Robert Hardman describes the ‘extraordinary’ moment when he saw the cathedral’s crucifix was still standing[CBC News] Emmanuel Macron told French citizens on Tuesday: “I feel your pain, but I also share your hope.”
VIDEO: [Politico] Christians gather outside smoldering Notre Dame Cathedral in Paris to sign hymns. [Apr 16, 2019]
The French president has vowed to do whatever it takes to rebuild the Notre-Dame Cathedral after Monday’s devastating fire.
There were fears that the cathedral’s priceless stained glass, sculptures and relics would be lost forever. But as the smoke clears, there is cause for optimism.
Robert Hardman is a Daily Mailreporter in Paris and was the first journalist to see the interior of the Notre-Dame after the fire had gone out.
As It Happens host Carol Off spoke to Hardman about the scene inside. Here is part of their conversation.
Robert, when we were covering this story [Monday] night the mood in Paris was bleak. Is that still the case?
No. The mood has palpably changed. Last night, as you say, there was a feeling of utter dejection.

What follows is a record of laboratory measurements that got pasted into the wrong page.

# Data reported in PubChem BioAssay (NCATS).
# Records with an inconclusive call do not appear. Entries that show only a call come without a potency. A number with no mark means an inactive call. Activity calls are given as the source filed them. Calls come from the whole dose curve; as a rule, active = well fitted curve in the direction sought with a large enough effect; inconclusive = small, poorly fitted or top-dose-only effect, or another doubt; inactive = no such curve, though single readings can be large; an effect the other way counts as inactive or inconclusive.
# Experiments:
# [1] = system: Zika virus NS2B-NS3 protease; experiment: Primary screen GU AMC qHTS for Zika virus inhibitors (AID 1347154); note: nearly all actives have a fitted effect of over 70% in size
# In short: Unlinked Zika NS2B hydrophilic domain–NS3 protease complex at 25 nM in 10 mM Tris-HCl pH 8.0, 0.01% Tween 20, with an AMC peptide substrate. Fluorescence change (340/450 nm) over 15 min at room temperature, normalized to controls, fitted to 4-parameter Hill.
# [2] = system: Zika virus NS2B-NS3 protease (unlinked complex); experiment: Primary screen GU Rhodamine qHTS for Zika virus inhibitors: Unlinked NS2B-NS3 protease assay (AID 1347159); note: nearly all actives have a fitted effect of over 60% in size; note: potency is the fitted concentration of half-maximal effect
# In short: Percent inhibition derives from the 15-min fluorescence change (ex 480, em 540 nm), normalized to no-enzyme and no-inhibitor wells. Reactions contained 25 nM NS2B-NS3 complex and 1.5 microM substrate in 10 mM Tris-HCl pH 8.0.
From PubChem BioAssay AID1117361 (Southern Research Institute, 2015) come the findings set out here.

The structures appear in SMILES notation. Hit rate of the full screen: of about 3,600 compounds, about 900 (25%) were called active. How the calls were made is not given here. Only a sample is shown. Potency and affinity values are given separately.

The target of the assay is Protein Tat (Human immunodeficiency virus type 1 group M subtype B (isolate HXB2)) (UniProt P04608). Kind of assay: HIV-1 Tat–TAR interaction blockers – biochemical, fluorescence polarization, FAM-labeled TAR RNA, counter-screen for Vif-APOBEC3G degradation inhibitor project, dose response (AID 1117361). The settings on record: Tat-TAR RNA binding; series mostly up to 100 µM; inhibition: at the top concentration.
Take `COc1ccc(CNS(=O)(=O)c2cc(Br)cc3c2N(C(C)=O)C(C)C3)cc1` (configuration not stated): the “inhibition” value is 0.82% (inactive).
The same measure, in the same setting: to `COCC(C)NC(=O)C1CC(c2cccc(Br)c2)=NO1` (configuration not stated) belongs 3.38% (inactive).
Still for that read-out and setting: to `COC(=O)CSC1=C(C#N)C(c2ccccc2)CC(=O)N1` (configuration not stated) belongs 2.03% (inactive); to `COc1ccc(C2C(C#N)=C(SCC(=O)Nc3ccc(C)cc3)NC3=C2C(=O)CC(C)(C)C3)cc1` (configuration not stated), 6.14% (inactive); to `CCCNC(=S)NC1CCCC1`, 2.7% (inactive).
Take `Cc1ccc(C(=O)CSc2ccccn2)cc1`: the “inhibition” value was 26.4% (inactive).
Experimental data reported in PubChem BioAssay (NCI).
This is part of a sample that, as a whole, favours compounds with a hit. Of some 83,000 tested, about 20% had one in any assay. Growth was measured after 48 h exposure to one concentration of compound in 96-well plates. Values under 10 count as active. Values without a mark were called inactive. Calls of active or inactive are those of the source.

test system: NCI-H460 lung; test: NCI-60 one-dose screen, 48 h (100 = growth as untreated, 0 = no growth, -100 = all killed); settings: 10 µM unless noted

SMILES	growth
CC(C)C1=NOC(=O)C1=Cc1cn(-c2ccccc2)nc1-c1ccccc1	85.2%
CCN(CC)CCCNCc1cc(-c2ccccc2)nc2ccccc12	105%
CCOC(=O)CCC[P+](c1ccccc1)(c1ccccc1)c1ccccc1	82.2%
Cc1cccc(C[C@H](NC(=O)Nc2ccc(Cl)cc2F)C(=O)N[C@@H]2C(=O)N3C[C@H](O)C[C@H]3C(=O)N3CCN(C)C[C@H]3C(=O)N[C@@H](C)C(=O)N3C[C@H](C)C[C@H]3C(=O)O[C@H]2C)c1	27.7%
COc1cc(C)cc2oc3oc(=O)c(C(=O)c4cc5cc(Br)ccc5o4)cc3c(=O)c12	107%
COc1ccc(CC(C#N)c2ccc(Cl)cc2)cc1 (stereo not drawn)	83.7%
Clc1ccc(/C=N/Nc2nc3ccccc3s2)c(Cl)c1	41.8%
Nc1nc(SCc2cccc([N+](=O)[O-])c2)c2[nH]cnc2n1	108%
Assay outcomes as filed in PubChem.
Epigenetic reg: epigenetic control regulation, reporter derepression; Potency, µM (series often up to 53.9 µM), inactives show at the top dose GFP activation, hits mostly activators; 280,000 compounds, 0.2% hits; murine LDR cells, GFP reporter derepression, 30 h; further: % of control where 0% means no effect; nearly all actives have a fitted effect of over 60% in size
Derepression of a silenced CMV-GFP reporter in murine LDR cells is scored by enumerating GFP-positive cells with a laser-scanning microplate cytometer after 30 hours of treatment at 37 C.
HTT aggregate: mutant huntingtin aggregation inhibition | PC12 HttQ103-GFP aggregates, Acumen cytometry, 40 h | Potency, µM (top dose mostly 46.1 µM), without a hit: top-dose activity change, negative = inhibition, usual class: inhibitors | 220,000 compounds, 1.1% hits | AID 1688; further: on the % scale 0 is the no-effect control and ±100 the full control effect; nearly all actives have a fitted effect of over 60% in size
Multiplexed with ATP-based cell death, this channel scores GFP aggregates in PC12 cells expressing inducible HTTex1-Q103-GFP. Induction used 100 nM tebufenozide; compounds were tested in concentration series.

People were very distressed. They were seriously contemplating the loss of the entire cathedral. In the early hours of this morning, it was clear that the towers were still standing. That the outer structure was still in one piece.
And now, today, the sense is more one of great sadness that a much loved national treasure is scarred and very badly damaged. But also, there is a sense of almost salvation.
Very early this morning, you were able to get inside the cathedral. What did you see when you got there?
This article continues at [CBC News] First reporter inside Notre-Dame finds hope in ‘striking image’ of cathedral’s cross